In a groundbreaking legal decision, the Allahabad High Court has ruled that the Uttar Pradesh government must pay a substantial cost of Rs. 5 lakhs in response to the illegal acquisition of land that belonged to a widow in 1998. This ruling was primarily based on the severe harassment endured by the widow during her struggle to obtain compensation for the unlawful possession of her property by the State Public Works Department.
The Allahabad High Court, consisting of Justice Salil Kumar Rai and Justice Arun Kumar Singh Deshwal, delivered a powerful judgment emphasizing that no individual should be deprived of their property without proper due process. In this case, the widow had been relentlessly compelled to approach the court multiple times under Article 226 of the Indian Constitution due to the inhuman conduct and approach of the State Authorities. It is evident from the court’s ruling that the petitioner’s ordeal was indeed relentless, and the authorities acted insensitively by insisting that she was not entitled to any compensation, based on their belief that she had already received the market value of her plot.
The petitioner, who claimed ownership of a plot located in Lakhanpur, had legitimate rights over the land, as it was officially recorded in the Khatauni. However, in 1998, the State Public Works Department proceeded to seize possession of these plots without officially acquiring them. The acquisition took place without adhering to the mandatory procedures stipulated by the Land Acquisition Act of 1894, or any other relevant statute. Despite numerous representations and appeals for fair compensation, the petitioner’s cries fell on deaf ears, and she was denied her rightful dues.
The petitioner’s quest for compensation was met with a series of orders and decisions from various authorities, all of which indicated that she was entitled to receive compensation. Yet, in a frustrating turn of events, no actual compensation was ever provided to the petitioner. Consequently, the petitioner had no choice but to resort to the courts once again, seeking justice and the rightful compensation that she was undeniably owed.
Upon reviewing the petitioner’s case, the Allahabad High Court was compelled to reflect on a stark reality. While some compensation had indeed been paid to the petitioner, the total amount she had received fell short of the market value of the plots. The court observed that, even when adopting the circle rate as a basis for calculation, the petitioner had only received an amount of Rs. 3,28,000, which was less than the prevailing market value.
The petitioner vehemently contended that the possession of her land had been taken unlawfully, without the due process of the law, and in violation of her constitutionally protected right under Article 300-A of the Indian Constitution. She asserted that, in accordance with Section 23 of the Land Acquisition Act of 1894, she was unquestionably entitled to compensation calculated at the prevailing market rate of her plots.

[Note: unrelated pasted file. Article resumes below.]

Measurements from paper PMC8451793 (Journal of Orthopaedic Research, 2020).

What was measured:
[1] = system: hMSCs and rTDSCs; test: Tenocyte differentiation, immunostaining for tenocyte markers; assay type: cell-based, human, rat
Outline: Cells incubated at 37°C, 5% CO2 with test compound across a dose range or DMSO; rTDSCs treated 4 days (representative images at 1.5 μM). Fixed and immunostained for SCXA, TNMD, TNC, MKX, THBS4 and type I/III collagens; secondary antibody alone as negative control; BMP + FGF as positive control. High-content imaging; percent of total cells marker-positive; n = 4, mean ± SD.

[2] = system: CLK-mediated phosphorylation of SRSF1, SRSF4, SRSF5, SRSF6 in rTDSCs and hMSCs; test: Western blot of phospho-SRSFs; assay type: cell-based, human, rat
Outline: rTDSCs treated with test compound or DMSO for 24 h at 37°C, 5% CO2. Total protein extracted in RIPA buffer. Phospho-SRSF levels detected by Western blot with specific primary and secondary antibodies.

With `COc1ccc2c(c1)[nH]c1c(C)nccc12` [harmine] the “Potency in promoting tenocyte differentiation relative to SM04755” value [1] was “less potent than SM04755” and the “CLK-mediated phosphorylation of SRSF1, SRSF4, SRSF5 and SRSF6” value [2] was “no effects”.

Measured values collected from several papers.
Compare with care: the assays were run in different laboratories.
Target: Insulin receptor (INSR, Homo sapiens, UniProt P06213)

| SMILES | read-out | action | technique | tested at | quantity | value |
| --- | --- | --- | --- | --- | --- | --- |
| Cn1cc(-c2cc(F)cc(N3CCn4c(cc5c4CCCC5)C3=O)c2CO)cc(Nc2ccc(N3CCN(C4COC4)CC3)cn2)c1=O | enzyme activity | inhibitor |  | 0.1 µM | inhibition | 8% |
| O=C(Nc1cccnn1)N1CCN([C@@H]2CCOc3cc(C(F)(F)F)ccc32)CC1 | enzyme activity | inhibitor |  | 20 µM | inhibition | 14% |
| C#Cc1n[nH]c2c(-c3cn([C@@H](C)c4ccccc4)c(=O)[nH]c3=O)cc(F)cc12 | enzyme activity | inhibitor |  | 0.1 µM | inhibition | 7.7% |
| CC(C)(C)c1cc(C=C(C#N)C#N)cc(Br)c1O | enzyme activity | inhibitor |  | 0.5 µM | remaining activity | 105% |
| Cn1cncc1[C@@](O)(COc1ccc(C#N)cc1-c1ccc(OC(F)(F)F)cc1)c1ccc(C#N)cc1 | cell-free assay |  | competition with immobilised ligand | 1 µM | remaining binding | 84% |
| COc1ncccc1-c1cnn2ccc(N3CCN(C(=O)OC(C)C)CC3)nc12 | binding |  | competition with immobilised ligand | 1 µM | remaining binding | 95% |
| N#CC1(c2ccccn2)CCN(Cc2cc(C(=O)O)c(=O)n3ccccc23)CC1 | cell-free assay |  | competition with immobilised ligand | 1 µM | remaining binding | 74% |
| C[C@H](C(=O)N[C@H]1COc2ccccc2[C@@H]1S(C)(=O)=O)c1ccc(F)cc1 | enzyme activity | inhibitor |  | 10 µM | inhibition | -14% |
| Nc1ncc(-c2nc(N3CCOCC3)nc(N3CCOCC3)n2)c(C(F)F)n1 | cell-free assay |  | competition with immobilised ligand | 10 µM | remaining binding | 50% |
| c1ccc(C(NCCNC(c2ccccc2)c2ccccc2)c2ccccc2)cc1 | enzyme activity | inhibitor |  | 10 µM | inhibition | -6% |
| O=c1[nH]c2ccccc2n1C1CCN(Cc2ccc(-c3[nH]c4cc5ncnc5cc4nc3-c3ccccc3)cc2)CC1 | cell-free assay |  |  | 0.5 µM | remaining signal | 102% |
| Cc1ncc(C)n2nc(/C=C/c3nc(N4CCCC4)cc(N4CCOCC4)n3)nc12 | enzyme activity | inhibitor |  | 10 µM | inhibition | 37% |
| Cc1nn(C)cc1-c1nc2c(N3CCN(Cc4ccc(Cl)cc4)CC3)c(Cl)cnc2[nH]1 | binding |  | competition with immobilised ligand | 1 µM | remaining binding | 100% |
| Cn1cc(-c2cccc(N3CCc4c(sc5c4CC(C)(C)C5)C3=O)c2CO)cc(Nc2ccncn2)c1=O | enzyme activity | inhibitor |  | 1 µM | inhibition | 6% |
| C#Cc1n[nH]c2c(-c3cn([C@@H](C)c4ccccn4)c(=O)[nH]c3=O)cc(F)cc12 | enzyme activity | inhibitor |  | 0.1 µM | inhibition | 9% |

In contrast, the State authorities argued that the petitioner had already been paid the market value of her plot, and thus, they maintained that the petition should be promptly dismissed. The court, however, found it difficult to reconcile this position with the facts and circumstances of the case. It highlighted the fact that no area of the petitioner’s plot remained unutilized, and the compensation paid did not even meet the prevailing market rate. This revelation, in essence, discredited the State’s position and revealed a flaw in their argument.
Moreover, the court referenced landmark judgments of the Supreme Court, underscoring that the deprivation of property rights should only occur through the proper legal channels and established statutory procedures. It is not a matter that can be resolved arbitrarily or through executive fiat.
The petitioner’s case was further strengthened by invoking the ruling of the Supreme Court in Delhi Airtech Services Pvt. Ltd. & Anr. Vs. State of U.P. & Anr., where it was established that compensation for land acquired in 1988 should be calculated as per the provisions of the 1984 Act. Therefore, considering that the possession of the land was taken in 1988, the market value should be determined as of the date of the award, and compensation must be calculated in accordance with the Act of 1984.
Consequently, in a final and resounding decision, the Allahabad High Court ordered the calculation of compensation owed to the petitioner, interest, and the total payment. These calculations were to be executed within specific timeframes, guaranteeing that the petitioner would finally receive the compensation rightfully owed to her.
The judgment delivered by the Allahabad High Court in this case stands as a landmark ruling in the realm of property rights. It emphatically underscores the principle that property should not be dispossessed without proper due process. The court’s decision sets a significant precedent, reaffirming the importance of adhering to statutory procedures, protecting property rights, and ensuring that citizens receive fair and just compensation when their land is acquired for public purposes.
This case demonstrates the significance of upholding property rights and the legal and ethical responsibilities of the state in land acquisition matters. The ruling also serves as a clear warning against arbitrary actions and unlawful land grabs, reiterating the fundamental principles of justice and the rule of law.